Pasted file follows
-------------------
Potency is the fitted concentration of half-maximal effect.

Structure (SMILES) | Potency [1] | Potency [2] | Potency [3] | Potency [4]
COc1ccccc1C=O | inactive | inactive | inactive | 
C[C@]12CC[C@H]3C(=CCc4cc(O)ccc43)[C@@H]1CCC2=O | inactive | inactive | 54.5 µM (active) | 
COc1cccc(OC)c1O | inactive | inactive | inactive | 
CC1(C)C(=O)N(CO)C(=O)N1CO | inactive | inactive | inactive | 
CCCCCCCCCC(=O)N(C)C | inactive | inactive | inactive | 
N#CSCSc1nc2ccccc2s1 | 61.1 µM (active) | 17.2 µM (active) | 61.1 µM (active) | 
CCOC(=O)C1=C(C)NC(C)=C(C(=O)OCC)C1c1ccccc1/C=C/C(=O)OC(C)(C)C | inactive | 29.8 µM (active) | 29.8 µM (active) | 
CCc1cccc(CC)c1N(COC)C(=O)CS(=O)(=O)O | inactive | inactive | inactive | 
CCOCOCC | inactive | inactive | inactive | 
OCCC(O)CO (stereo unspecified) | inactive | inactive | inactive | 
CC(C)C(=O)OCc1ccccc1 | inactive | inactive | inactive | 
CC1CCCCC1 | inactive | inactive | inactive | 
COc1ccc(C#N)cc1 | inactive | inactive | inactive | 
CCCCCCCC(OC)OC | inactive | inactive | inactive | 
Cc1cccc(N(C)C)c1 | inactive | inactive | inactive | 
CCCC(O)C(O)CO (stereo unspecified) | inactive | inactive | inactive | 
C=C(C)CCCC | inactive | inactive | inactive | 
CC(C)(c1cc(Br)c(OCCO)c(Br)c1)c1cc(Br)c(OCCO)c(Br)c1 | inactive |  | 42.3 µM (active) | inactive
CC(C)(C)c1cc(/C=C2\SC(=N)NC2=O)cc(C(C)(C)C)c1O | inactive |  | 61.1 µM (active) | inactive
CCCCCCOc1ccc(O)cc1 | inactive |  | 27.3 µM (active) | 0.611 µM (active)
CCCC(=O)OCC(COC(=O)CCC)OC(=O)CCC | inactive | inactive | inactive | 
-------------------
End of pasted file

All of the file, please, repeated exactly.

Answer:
Potency is the fitted concentration of half-maximal effect.

Structure (SMILES) | Potency [1] | Potency [2] | Potency [3] | Potency [4]
COc1ccccc1C=O | inactive | inactive | inactive | 
C[C@]12CC[C@H]3C(=CCc4cc(O)ccc43)[C@@H]1CCC2=O | inactive | inactive | 54.5 µM (active) | 
COc1cccc(OC)c1O | inactive | inactive | inactive | 
CC1(C)C(=O)N(CO)C(=O)N1CO | inactive | inactive | inactive | 
CCCCCCCCCC(=O)N(C)C | inactive | inactive | inactive | 
N#CSCSc1nc2ccccc2s1 | 61.1 µM (active) | 17.2 µM (active) | 61.1 µM (active) | 
CCOC(=O)C1=C(C)NC(C)=C(C(=O)OCC)C1c1ccccc1/C=C/C(=O)OC(C)(C)C | inactive | 29.8 µM (active) | 29.8 µM (active) | 
CCc1cccc(CC)c1N(COC)C(=O)CS(=O)(=O)O | inactive | inactive | inactive | 
CCOCOCC | inactive | inactive | inactive | 
OCCC(O)CO (stereo unspecified) | inactive | inactive | inactive | 
CC(C)C(=O)OCc1ccccc1 | inactive | inactive | inactive | 
CC1CCCCC1 | inactive | inactive | inactive | 
COc1ccc(C#N)cc1 | inactive | inactive | inactive | 
CCCCCCCC(OC)OC | inactive | inactive | inactive | 
Cc1cccc(N(C)C)c1 | inactive | inactive | inactive | 
CCCC(O)C(O)CO (stereo unspecified) | inactive | inactive | inactive | 
C=C(C)CCCC | inactive | inactive | inactive | 
CC(C)(c1cc(Br)c(OCCO)c(Br)c1)c1cc(Br)c(OCCO)c(Br)c1 | inactive |  | 42.3 µM (active) | inactive
CC(C)(C)c1cc(/C=C2\SC(=N)NC2=O)cc(C(C)(C)C)c1O | inactive |  | 61.1 µM (active) | inactive
CCCCCCOc1ccc(O)cc1 | inactive |  | 27.3 µM (active) | 0.611 µM (active)
CCCC(=O)OCC(COC(=O)CCC)OC(=O)CCC | inactive | inactive | inactive | 